Transgender youth in Tennessee will not be able to access gender-affirming care for the foreseeable future.
A federal court ruled late Thursday that a state law banning treatments like puberty blockers and hormone therapy will stay in effect as a legal challenge to the ban continues.
In its ruling, the Sixth Circuit Court of Appeals cited Dobbs v. Jackson, which ended the federal right to abortion, arguing that the law does not discriminate on the basis of sex.
The court acknowledged that gender dysphoria causes transgender kids real stress, but wrote: “This is a relatively new diagnosis with ever-shifting approaches to care over the last decade or two. Under these circumstances, it is difficult for anyone to be sure about predicting the long-term consequences of abandoning age limits of any sort for these treatments.”
The decision reverses a lower court ruling. Hours after a federal judge temporarily blocked the law, Tennessee Attorney General Jonathan Skrmetti issued an emergency appeal to the Sixth Circuit. He calls this ruling a “win for democracy.”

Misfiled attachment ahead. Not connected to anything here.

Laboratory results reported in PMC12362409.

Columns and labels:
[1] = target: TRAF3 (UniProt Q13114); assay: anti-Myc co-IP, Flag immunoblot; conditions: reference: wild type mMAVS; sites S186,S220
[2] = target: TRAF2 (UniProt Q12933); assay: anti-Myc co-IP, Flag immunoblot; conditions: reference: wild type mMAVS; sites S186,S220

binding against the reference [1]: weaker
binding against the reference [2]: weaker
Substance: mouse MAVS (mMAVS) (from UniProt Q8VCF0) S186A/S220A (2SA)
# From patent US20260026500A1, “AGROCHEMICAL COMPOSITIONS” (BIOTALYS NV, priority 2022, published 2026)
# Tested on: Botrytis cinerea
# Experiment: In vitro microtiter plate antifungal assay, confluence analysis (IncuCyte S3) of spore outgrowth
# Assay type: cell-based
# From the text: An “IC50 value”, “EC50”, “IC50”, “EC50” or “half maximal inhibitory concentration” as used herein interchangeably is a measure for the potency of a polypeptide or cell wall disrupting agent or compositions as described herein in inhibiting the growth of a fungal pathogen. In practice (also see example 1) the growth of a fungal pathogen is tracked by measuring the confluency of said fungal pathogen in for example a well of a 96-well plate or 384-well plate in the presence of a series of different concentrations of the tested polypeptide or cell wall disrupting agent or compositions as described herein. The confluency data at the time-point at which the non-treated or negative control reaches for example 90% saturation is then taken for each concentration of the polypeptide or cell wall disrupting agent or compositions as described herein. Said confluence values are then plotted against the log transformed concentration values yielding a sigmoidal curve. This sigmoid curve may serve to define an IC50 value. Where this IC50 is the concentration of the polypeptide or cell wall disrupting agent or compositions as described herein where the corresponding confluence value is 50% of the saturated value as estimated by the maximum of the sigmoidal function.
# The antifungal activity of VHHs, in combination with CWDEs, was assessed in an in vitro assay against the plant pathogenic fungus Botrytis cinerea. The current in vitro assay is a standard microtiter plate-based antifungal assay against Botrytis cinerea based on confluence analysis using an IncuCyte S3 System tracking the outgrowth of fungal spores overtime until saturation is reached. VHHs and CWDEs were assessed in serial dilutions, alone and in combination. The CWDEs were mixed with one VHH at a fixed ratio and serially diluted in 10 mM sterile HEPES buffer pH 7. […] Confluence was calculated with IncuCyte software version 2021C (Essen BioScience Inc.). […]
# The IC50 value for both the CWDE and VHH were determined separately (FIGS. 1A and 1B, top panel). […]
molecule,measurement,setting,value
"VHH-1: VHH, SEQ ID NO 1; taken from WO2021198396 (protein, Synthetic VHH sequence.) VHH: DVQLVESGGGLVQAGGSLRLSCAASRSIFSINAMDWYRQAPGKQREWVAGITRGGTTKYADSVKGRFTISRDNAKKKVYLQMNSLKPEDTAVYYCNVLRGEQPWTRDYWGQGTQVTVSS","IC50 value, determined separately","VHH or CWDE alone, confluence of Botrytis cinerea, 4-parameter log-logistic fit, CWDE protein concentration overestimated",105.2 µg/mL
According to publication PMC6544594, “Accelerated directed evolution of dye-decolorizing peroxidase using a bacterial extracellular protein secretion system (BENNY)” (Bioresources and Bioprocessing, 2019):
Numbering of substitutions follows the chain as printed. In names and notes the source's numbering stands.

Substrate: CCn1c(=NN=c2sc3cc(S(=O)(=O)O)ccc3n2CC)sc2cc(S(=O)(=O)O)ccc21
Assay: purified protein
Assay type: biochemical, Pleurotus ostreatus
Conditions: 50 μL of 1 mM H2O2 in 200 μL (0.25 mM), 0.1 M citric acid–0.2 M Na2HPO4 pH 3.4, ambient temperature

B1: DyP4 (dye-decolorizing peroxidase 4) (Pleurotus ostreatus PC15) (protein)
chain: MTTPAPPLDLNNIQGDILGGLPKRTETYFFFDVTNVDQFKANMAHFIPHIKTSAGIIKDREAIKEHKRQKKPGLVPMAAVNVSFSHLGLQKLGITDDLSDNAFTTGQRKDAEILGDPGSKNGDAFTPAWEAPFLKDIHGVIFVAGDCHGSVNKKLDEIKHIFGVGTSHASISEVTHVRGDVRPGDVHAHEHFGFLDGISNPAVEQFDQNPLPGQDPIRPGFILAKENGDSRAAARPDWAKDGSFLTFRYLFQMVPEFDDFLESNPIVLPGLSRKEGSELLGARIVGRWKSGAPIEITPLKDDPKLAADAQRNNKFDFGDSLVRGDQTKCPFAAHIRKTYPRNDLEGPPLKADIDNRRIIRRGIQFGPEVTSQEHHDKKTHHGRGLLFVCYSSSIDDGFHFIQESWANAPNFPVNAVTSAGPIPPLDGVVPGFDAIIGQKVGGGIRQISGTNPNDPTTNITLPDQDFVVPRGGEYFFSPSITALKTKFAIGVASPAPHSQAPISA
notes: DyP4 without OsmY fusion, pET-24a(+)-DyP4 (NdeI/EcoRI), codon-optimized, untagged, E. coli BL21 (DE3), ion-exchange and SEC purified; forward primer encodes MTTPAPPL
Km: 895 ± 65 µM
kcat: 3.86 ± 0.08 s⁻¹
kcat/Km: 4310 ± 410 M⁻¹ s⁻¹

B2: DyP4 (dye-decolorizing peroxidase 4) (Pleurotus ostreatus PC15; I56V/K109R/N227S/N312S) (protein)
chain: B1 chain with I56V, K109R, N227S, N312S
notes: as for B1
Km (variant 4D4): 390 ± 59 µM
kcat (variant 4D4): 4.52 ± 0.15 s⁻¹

The ACLU of Tennessee and Lambda Legal say that this law has caused — and will continue to cause — serious harm.
Similar bans being considered in other states within the Sixth Circuit’s jurisdiction will also have a clearer path forward now. That worries plaintiff Samantha Williams, who had been looking into crossing state borders to get care for her trans daughter.
“The two states where we were looking to go for care, if the injunction wasn’t granted, now have bills of their own, which means we have to go even further,” Williams told WPLN News.
The ruling puts the issue of gender-affirming care one step closer to the Supreme Court, as states in other federal districts have blocked similar bans from taking effect.